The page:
Last week, Scott Wood had a blog post about keeping old shots that did not make the cut the first time around. It’s an interesting discussion because if you shot a lot, like I would expect a guy like Scott Wood do, you will in the end up with countless of gigabytes of images that will never be edited or printed. And what will you do? Delete or buy more storage? I am afraid I’m one of those guys who just store images. I do of course delete total miss shots, like camera shakes, out of focus etc. But the rest I tend to keep. After reading Scott’s post, it made me think about my collection of images and I decided then that today’s post would be an image that originally wasn’t flagged, rated or had been edited in any way. Just one of those I keep. Turned out to be a fun exercise.
About the image.
Any one familiar with Hans Christian Andersen? Well, he was a Danish poet, writer, a story-teller and famous world-wide for his fairy tales. Had he lived today, he would be 206 years old. His work is published in more that 150 languages. Quite a feat if you ask me.
The images above and below are shot in Odense, Denmark. The place of his birth. You can tell the city is proud of him. There are many references to this guy all over this city. His characteristic silhouette is even featured as the stop/walking guy on the cross walk signs.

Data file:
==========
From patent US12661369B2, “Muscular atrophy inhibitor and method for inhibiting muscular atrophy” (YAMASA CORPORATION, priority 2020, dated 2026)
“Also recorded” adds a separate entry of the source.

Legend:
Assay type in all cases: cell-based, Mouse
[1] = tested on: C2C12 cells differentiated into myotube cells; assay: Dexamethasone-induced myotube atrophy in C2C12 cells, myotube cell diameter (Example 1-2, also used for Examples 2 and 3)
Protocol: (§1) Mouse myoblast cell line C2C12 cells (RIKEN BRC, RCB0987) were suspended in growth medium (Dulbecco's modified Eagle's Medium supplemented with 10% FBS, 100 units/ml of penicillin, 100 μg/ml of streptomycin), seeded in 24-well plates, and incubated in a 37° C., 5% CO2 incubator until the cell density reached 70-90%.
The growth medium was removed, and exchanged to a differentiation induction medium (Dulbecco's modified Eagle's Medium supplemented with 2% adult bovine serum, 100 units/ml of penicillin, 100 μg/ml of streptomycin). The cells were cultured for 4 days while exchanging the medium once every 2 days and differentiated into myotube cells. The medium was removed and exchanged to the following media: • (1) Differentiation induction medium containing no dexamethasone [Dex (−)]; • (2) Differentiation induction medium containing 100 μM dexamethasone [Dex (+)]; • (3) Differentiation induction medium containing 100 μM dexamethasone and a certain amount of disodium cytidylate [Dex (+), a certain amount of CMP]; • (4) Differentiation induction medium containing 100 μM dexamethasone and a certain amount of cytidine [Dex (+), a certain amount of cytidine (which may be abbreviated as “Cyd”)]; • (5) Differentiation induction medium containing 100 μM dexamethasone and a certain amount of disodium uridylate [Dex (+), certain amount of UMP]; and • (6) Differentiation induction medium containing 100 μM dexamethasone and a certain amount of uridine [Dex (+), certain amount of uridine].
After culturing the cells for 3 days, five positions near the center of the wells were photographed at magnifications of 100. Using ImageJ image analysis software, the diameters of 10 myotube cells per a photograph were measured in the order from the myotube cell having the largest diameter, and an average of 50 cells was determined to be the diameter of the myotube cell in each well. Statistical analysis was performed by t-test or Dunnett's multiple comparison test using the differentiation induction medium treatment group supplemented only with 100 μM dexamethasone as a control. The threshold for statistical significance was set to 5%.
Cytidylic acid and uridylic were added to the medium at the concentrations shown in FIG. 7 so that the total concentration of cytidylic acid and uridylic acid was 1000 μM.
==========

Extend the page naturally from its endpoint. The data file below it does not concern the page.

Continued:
As I went through the files from that day, I discovered I had bracket the bench shot so I chose to run with it.
This bench is out side one of the buildings dedicated to H. C. Andersen, and I think it is a part of the statue you see below. It’s like he invites you to sit either next to him or on the bench (above) that would be to his left and slightly in front of him, and listen to one of his many stories.
His fairy tales usually had a moral ending to it – this experience makes me think that I wont start thinning out my collection of images anytime soon. I’ll buy a bigger hard drive first.
Todays image was shot last year in late July while on vacation. It is one of two old identical front doors to the Aarhus Theater, located in Aarhus, Denmark. I wish I have had the time to stay after dark when the building just comes to life as the light inside shines through the painted glass panes. Looks pretty amazing I tell ya.